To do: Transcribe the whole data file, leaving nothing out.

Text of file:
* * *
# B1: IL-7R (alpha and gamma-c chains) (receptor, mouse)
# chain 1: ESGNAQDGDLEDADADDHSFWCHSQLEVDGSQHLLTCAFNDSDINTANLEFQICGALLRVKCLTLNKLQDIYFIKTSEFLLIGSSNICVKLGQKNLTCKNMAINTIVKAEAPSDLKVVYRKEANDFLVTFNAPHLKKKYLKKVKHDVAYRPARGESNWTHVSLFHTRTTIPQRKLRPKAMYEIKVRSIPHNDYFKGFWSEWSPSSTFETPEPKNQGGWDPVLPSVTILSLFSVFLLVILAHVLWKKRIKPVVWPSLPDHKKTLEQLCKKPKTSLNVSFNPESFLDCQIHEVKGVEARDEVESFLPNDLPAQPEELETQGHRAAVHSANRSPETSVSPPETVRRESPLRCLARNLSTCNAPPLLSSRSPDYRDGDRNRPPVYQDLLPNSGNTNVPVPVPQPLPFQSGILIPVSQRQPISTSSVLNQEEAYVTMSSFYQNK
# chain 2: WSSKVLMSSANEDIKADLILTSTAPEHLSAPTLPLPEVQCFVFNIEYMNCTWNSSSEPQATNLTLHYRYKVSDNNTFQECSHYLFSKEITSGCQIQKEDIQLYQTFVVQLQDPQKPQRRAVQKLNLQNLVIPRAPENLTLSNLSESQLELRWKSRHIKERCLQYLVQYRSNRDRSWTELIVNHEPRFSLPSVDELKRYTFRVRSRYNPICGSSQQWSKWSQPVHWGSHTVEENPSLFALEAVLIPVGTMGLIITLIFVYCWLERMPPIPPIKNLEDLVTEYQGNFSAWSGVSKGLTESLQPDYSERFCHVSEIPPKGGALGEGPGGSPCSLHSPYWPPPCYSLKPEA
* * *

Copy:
# B1: IL-7R (alpha and gamma-c chains) (receptor, mouse)
# chain 1: ESGNAQDGDLEDADADDHSFWCHSQLEVDGSQHLLTCAFNDSDINTANLEFQICGALLRVKCLTLNKLQDIYFIKTSEFLLIGSSNICVKLGQKNLTCKNMAINTIVKAEAPSDLKVVYRKEANDFLVTFNAPHLKKKYLKKVKHDVAYRPARGESNWTHVSLFHTRTTIPQRKLRPKAMYEIKVRSIPHNDYFKGFWSEWSPSSTFETPEPKNQGGWDPVLPSVTILSLFSVFLLVILAHVLWKKRIKPVVWPSLPDHKKTLEQLCKKPKTSLNVSFNPESFLDCQIHEVKGVEARDEVESFLPNDLPAQPEELETQGHRAAVHSANRSPETSVSPPETVRRESPLRCLARNLSTCNAPPLLSSRSPDYRDGDRNRPPVYQDLLPNSGNTNVPVPVPQPLPFQSGILIPVSQRQPISTSSVLNQEEAYVTMSSFYQNK
# chain 2: WSSKVLMSSANEDIKADLILTSTAPEHLSAPTLPLPEVQCFVFNIEYMNCTWNSSSEPQATNLTLHYRYKVSDNNTFQECSHYLFSKEITSGCQIQKEDIQLYQTFVVQLQDPQKPQRRAVQKLNLQNLVIPRAPENLTLSNLSESQLELRWKSRHIKERCLQYLVQYRSNRDRSWTELIVNHEPRFSLPSVDELKRYTFRVRSRYNPICGSSQQWSKWSQPVHWGSHTVEENPSLFALEAVLIPVGTMGLIITLIFVYCWLERMPPIPPIKNLEDLVTEYQGNFSAWSGVSKGLTESLQPDYSERFCHVSEIPPKGGALGEGPGGSPCSLHSPYWPPPCYSLKPEA